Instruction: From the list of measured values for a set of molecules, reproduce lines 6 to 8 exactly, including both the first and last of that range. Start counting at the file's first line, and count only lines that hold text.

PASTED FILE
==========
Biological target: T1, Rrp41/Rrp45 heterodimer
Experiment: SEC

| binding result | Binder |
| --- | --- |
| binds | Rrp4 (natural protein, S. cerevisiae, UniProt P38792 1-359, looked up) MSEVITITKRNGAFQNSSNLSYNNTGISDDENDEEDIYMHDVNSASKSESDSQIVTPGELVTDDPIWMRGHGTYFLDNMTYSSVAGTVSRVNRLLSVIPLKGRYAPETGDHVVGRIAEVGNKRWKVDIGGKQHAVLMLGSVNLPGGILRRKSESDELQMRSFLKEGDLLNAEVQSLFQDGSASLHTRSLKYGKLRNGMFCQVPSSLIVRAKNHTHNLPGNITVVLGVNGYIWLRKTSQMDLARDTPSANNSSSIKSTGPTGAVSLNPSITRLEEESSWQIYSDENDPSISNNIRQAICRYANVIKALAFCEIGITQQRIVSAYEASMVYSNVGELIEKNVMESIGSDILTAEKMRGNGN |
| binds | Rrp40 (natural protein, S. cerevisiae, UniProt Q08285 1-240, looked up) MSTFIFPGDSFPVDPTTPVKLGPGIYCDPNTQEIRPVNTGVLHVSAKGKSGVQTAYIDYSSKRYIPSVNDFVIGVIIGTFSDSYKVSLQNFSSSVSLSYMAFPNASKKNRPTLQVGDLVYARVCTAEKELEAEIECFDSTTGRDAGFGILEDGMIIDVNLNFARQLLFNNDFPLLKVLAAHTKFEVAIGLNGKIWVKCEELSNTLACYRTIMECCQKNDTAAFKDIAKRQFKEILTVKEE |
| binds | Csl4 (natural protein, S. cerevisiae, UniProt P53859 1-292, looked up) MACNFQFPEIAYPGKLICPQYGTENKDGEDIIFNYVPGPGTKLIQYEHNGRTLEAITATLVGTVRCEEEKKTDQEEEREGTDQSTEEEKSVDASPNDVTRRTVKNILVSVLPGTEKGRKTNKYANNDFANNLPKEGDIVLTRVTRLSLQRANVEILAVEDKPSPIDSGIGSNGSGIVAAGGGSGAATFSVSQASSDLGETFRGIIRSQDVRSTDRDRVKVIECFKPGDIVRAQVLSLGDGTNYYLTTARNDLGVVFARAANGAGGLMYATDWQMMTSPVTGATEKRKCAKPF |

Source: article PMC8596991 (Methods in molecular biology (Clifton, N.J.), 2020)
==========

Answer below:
| binds | Rrp40 (natural protein, S. cerevisiae, UniProt Q08285 1-240, looked up) MSTFIFPGDSFPVDPTTPVKLGPGIYCDPNTQEIRPVNTGVLHVSAKGKSGVQTAYIDYSSKRYIPSVNDFVIGVIIGTFSDSYKVSLQNFSSSVSLSYMAFPNASKKNRPTLQVGDLVYARVCTAEKELEAEIECFDSTTGRDAGFGILEDGMIIDVNLNFARQLLFNNDFPLLKVLAAHTKFEVAIGLNGKIWVKCEELSNTLACYRTIMECCQKNDTAAFKDIAKRQFKEILTVKEE |
| binds | Csl4 (natural protein, S. cerevisiae, UniProt P53859 1-292, looked up) MACNFQFPEIAYPGKLICPQYGTENKDGEDIIFNYVPGPGTKLIQYEHNGRTLEAITATLVGTVRCEEEKKTDQEEEREGTDQSTEEEKSVDASPNDVTRRTVKNILVSVLPGTEKGRKTNKYANNDFANNLPKEGDIVLTRVTRLSLQRANVEILAVEDKPSPIDSGIGSNGSGIVAAGGGSGAATFSVSQASSDLGETFRGIIRSQDVRSTDRDRVKVIECFKPGDIVRAQVLSLGDGTNYYLTTARNDLGVVFARAANGAGGLMYATDWQMMTSPVTGATEKRKCAKPF |

Source: article PMC8596991 (Methods in molecular biology (Clifton, N.J.), 2020)